CC measurements were performed with four BBO crystals of thicknesses 0.67 mm, 0.28 mm, 0.18 mm, and 85 μm. (In principle one could do a type II noncollinear difference frequency CC using KDP, BBO, or Urea, but this was found to be difficult in practice because of a large background of scattered red light). The CC signal is given by ##EQU2## and denotes convolution.

This assumes a plane-wave interaction (valid for the case of weak focusing in the SFG crystal) and no measurement error due to group velocity mismatch between the incident waves with the generated wave at 210 nm.

In FIGS. 2(a)-2(c) are CC data for the 0.15 mm intracavity crystal 56 taken consecutively with three different measurement crystals. The red autocorrelation (AC), corresponding to 40 fs sech2 pulses, is shown as the dashed line 70 in FIG. 7(a), along using the CC data obtained with the 0.18 mm measurement crystal. The data is indicated by symbols (dots 72), with the curve fit from equation 1 indicated by the solid lines 74. Data for the 0.28 mm measurement crystal are shown in FIG. 7(b) by dots 76, and for the 0.67 mm crystal in FIG. 7(c) by dots 78. Note the measurement broadening with increasing Lc and, in particular, the rectangular shape of FIG. 7(c). All these data were fit simultaneously using Eq. (1) with τred =40 fs, τUV =59 fs, and Δ(νg -1)CC =630 fs/mm. In FIG. 7(d) these results are shown on curve 80, generated by Eq. (1). It is believed, therefore, that the true UV pulse width can reliably be deconvolved from the broadened CC data. In FIG. 7(e) is shown CC data (dots) taken with the 55 μm intracavity crystal using an 85 μm BBO measurement crystal with 49 fs sech2 red pulses. Using the same deconvolution technique, a UV pulse width of 43 fs is obtained illustrated by the solid line in FIG. 7(e). Finally, typical spectra for the UV and red light are plotted in FIG. 8; the UV FWHM is 35 Å, giving ΔνΔt=0.46.

Thus, there has been provided apparatus for producing, in an existing CPM laser, second-harmonic ultraviolet light of high average power and short pulse width, the same pulse repetition rate as the CPM laser and, with high output beam quality. The device is well suited for frequency doubling in any femtosecond dye lasers, thereby expanding the presently available spectral range of such sources.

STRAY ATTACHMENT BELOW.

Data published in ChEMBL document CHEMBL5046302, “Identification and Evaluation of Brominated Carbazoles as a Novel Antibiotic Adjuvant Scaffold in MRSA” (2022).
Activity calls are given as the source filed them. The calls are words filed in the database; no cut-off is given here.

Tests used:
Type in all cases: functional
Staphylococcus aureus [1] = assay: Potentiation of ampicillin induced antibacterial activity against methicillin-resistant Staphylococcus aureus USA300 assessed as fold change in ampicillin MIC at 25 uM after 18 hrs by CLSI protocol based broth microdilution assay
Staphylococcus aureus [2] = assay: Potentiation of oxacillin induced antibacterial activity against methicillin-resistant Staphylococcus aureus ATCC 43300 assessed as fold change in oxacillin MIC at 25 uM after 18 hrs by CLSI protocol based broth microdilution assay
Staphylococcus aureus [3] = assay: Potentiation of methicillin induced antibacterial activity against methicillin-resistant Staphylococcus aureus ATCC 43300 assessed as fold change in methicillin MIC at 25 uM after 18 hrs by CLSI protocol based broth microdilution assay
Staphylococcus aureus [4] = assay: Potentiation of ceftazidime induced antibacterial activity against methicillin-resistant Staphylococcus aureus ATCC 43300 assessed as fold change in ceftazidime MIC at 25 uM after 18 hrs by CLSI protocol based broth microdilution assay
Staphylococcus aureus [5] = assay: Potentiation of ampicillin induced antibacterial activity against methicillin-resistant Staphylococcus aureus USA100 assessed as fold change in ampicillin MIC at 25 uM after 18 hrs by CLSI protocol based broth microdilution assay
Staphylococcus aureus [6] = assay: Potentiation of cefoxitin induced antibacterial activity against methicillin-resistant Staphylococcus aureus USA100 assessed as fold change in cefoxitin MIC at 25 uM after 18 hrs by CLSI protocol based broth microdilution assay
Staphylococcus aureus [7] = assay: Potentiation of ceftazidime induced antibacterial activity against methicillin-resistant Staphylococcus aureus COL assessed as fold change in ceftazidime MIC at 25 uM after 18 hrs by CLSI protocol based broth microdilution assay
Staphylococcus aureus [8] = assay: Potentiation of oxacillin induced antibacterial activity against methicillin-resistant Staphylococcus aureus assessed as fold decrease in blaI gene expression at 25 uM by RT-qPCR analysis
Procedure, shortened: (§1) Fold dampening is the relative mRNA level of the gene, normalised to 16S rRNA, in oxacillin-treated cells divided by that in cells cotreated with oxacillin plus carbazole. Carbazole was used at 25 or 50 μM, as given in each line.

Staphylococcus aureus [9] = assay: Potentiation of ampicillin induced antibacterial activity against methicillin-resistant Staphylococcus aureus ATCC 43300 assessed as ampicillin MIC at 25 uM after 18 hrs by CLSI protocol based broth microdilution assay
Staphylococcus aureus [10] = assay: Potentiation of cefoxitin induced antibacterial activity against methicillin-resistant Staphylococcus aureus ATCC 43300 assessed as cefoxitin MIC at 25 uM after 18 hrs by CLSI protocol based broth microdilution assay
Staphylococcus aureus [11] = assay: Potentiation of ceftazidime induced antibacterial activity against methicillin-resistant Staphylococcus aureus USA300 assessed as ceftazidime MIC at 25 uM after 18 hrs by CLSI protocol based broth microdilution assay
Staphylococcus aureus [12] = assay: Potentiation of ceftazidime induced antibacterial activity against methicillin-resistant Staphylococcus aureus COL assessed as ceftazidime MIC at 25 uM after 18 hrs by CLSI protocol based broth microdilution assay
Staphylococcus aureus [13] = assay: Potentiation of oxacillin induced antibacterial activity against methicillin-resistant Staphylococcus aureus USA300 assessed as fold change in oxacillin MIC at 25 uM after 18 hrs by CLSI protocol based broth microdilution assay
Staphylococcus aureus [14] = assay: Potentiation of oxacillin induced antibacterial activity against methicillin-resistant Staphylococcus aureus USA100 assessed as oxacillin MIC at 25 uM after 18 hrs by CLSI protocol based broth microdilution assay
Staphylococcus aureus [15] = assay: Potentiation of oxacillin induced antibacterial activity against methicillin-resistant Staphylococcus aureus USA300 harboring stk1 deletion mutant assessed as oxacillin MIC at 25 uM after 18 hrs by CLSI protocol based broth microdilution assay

Citas de patentes
Patente citada Fecha de presentación Fecha de publicación Solicitante Título
US3934154 *18 Feb 197520 Ene 1976Cook Jr William RSource of ultraviolet light employing a laser pumped borate crystal
US4617665 *8 Jun 198414 Oct 1986University Of RochesterDye laser
US4646308 *30 Sep 198524 Feb 1987Spectra-Physics, Inc.Synchronously pumped dye laser using ultrashort pump pulses
US4748631 *6 May 198731 May 1988International Business MachinesModulated laser source for optical storage
US4793894 *19 Oct 198727 Dic 1988North American Philips CorporationProcess for crystal growth from solution
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51This invention was made with Government support under Grants Nos. DMR-85-16616-A01 and A02 of the National Science Foundation, and Grants Nos. N00014-88-K-2035 and N00014-86-K-2010 of the U.S. Department of Defense.
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54 *Tunable Subpicosecond Infrared Pulse Generation to 4 m , Moore et al., Optics Letters, vol. 12, No. 7, Jul. 1987, p. 480.
55 *Widely Tunable Optical Parametric Oscillator Using Urea , Rosker et al., Journal of the Optical Society of America B, vol. 2, p. 691, May 1985.
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Clasificaciones
Clasificación de EE.UU.372/22, 372/25, 359/328, 359/326, 372/54, 372/18
Clasificación internacionalH01S3/213, H01S3/109, H01S3/098
Clasificación cooperativaH01S3/1115, H01S3/213, H01S3/109
Clasificación europeaH01S3/109, H01S3/11M4S
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16 Sep 2003FPExpired due to failure to pay maintenance fee